Production assistance and photography: William Haig


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Kristen Mallia
tran•script
Website, “landscapes,” video, 2022

My virtual interview with Benjamin Earl on June 29, 2021 coincided with a family conversation about a destination wedding that took place in the summer of 1980. Ben’s work at that time was centering on the Matterhorn, the beloved natural monument that punctuates the Alps that straddle Switzerland and Italy. Curiously, my mother’s comical tale of train-hopping while 5 months pregnant led her straight up the Alps. This alignment was one of many. As I dipped into different aspects of my studio practice with Ben’s “environmental renderings” in mind, concepts seemed to overlap in myriad unexpected directions. “tran•script” began as a digital process space where the flaws of Zoom transcription and glitchy wifi might mirror the lapses in memory recollection and the re-telling of family stories over time. Digital mock-ups made connections tangible, resulting in three physical “landscapes” (sculpture) and one “reconstructed memory” (video).

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Benjamin Earl
Misalignment
Video

For something to be misaligned, it must be out of alignment with something else. Through this series of posters and then video, I explored the idea of misalignment as practice by purposely misusing productivity software.

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Christopher Field
Art Show (1948-2021)
Digital C-print on aluminum, 2022

I’m interested in the translation and juxtaposition of digital media, and the various (and almost infinite) forms something can take once it’s been digitized. My piece layers different visual representations of audio files (of a piece of music, of the recorded “Align” conversation, of a rejected podcast theme I composed for my sister, as text) with images of my late father, who was an art teacher for 35 years and who died in 2021. Growing up, his student art shows were seminal experiences in my understanding of art and design.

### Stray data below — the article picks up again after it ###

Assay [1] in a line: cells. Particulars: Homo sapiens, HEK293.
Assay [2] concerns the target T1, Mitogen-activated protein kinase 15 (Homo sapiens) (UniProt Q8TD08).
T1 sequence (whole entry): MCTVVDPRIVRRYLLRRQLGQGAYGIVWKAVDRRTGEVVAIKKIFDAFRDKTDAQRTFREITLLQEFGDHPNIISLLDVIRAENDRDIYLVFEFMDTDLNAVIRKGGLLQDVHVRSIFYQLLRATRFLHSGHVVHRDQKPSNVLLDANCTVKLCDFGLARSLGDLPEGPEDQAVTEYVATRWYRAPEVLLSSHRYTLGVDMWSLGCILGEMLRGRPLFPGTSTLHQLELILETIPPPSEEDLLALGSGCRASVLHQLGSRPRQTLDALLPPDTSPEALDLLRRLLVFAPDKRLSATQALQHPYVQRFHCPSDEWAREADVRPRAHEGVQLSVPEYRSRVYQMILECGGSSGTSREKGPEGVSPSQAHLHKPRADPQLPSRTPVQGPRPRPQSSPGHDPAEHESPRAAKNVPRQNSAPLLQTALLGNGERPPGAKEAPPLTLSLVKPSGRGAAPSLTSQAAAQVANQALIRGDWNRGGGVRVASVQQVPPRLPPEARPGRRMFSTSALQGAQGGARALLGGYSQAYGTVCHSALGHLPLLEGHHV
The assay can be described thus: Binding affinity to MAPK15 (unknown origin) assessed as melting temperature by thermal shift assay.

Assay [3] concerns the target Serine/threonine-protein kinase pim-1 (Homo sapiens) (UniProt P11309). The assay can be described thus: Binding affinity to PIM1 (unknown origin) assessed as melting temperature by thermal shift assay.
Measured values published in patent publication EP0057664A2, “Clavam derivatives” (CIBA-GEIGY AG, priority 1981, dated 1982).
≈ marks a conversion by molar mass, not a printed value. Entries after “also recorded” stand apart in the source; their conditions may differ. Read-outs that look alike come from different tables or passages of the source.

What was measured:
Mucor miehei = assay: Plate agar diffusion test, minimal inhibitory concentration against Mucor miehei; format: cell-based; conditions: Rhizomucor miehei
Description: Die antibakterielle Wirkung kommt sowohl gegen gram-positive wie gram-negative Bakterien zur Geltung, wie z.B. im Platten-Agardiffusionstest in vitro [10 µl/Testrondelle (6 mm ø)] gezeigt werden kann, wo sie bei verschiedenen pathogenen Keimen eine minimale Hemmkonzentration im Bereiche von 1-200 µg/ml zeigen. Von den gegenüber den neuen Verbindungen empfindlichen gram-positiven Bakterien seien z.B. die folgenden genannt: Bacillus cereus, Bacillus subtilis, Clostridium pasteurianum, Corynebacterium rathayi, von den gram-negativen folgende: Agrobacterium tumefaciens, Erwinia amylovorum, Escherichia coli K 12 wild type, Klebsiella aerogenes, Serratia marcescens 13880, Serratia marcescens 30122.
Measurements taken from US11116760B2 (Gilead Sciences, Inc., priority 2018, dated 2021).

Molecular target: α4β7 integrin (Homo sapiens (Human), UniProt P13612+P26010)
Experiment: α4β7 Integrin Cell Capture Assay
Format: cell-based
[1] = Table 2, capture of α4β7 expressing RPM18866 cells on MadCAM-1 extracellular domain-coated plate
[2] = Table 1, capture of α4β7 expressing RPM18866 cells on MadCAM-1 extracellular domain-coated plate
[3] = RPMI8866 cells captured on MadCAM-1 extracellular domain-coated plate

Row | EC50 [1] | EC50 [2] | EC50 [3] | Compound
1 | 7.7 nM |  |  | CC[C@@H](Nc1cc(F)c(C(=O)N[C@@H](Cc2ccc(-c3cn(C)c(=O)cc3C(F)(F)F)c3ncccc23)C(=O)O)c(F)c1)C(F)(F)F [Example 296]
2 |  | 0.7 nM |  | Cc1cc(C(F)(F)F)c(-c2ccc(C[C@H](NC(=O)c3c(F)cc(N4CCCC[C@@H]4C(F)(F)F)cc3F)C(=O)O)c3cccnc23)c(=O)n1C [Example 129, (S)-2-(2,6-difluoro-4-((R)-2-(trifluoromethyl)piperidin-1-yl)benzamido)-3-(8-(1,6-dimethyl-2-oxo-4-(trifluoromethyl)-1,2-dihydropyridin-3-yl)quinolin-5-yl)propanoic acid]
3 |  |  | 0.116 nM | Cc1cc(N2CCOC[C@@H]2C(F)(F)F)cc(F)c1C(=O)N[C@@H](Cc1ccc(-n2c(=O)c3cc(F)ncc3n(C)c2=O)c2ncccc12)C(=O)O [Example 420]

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Padmini Chandrasekaran
Dichotomy of Change
2021

When two sides are so convinced they’re right, any attempt to align becomes a push and a pull, a warp or clash for any progress to be made. Similarly, the act of change in ourselves is a hesitant, brave and cyclical action — a contrast
between what feels safe and familiar and what is exciting and bold to reach a mysterious middle ground that could be neither or both.

Are you ready to make a shift? Even if it’s scary? Even if it changes you?

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Joshua Duttweiler
Where the earth doesn’t meet the sky
Inkjet print, projection installation, 2021

The desert of South Texas is alien, calm, and vast in its emptiness. 

A summer trip across the border region where divisions are drawn in this otherwise blank space, forced in the desert sand. Split by a hot river, mountain ranges, and steel fences. Divisions built to give reason for poor treatment of others. The land offers no barriers to the sky, so why should we.

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Copyright 2021 Radius Collective